The '469 application referenced above discloses one suitable sensor for detecting air and determining flowrate assuming that the dialysate travels at the same velocity as the sensed air that the dialysate carries. In another embodiment, sensors 40 include a pair of air detection sensors, such as sensor 36, which can be a Lifeguard 200 or similar sensor provided by Zevex, Salt Lake City, Utah. The air sensors are spaced apart a known distance at a flow sensing area 70 of known cross-sectional area. The time between the detection of air flowing between the air detection sensors is noted. Fluid velocity is determined via the known distance and time. Flowrate is determined via the velocity and cross-sectional area. Flowrate is assumed to be constant until the next pair of readings is taken. Total fresh volume and UF is determined as described above.

While system 80 has been shown in use with a dialyzer 34, system 80 may be used alternatively for PD. Here, as above, dialyzer 34 is replaced with the patient's natural filter, the peritoneal wall. In most PD treatments, a single patient inlet/outlet tube is used. Here, a single set of ADS sensors can be used. Air trap 26 is placed between the point of injection into the patient line and the patient. Air does not have to be removed from effluent dialysate that is removed from the patient's peritoneum. While a single patient line is more prevalent for PD, system 80 can operate alternatively with dual patient line PD modalities. Here, the dialysate circuit is very similar to that of FIG. 6, but wherein patient 32 replaces dialyzer 34.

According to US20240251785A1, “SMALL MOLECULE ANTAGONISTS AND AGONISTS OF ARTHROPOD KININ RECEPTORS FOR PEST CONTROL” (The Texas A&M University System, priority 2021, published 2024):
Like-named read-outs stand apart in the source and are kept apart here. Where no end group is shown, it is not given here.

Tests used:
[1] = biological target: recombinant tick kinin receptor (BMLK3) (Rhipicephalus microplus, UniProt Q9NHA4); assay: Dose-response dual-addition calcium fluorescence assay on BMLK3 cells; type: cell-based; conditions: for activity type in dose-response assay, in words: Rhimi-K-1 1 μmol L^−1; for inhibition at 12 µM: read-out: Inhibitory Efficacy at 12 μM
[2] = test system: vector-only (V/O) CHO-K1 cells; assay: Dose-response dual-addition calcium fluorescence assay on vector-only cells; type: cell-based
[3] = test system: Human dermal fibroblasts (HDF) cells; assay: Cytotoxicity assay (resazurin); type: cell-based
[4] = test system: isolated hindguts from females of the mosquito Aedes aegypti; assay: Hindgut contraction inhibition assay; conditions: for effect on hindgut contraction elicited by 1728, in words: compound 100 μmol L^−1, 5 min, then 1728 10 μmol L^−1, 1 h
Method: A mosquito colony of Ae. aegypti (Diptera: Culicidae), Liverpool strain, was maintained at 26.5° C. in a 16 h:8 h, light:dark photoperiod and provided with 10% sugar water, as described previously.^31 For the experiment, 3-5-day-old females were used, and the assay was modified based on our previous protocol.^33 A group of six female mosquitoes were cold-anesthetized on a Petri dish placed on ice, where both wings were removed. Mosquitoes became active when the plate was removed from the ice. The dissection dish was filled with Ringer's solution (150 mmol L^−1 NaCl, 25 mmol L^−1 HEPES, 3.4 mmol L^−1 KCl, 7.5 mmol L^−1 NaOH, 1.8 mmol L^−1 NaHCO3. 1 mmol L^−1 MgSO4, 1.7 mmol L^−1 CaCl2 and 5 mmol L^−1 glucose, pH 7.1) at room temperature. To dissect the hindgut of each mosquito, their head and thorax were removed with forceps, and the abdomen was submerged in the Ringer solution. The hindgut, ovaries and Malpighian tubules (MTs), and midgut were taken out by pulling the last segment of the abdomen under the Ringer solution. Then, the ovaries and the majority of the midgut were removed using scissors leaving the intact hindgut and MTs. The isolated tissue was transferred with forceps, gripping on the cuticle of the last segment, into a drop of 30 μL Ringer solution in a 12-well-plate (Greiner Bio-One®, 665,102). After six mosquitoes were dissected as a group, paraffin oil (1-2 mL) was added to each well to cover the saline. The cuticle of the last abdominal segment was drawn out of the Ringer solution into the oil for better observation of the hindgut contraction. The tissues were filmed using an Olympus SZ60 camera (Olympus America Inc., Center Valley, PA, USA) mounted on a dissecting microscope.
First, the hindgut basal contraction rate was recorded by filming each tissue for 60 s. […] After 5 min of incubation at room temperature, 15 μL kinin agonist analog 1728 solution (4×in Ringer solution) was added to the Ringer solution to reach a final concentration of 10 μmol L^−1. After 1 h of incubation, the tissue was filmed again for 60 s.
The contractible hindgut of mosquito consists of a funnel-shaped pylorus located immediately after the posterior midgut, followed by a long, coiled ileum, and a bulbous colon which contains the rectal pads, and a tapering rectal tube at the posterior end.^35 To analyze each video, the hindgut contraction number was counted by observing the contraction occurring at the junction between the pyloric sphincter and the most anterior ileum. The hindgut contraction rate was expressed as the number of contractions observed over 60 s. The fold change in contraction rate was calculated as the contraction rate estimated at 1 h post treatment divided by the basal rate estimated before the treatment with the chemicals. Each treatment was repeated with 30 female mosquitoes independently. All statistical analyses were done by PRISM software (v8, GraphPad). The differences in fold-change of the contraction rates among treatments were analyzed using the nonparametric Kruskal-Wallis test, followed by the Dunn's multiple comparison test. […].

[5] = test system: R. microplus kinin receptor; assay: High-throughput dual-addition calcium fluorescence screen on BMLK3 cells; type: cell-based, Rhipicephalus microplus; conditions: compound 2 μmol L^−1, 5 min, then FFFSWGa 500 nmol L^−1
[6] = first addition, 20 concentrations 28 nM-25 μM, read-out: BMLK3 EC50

Priming Blood Circuit With Blood

Referring now to FIG. 7, system 90 illustrates another system and method of the present disclosure. Known priming techniques for blood therapies such as dialysis have involved priming the blood circuit 30 with a physiologically safe fluid, such as saline. Once blood circuit 30 is primed, the saline needs to be displaced with blood. Known displacement techniques have either pumped the saline into the patient or pumped the saline to drain. Pumping the saline into the patient is not optimal because one of the goals of dialysis is to remove blood from the patient who may already be hyperpolemic. The saline adds additional fluid that needs to be removed. Pumping the saline to drain can be problematic if the patient or caregiver is not careful to prevent pumping the patient's blood to drain. The following system and method pump blood from the patient into both sides of blood circuit 30, which pushes the saline into the dialyzer and through the dialyzer membranes into the dialysate circuit. Once in the dialysate circuit 90, the system pumps saline safely to the dialysate drain.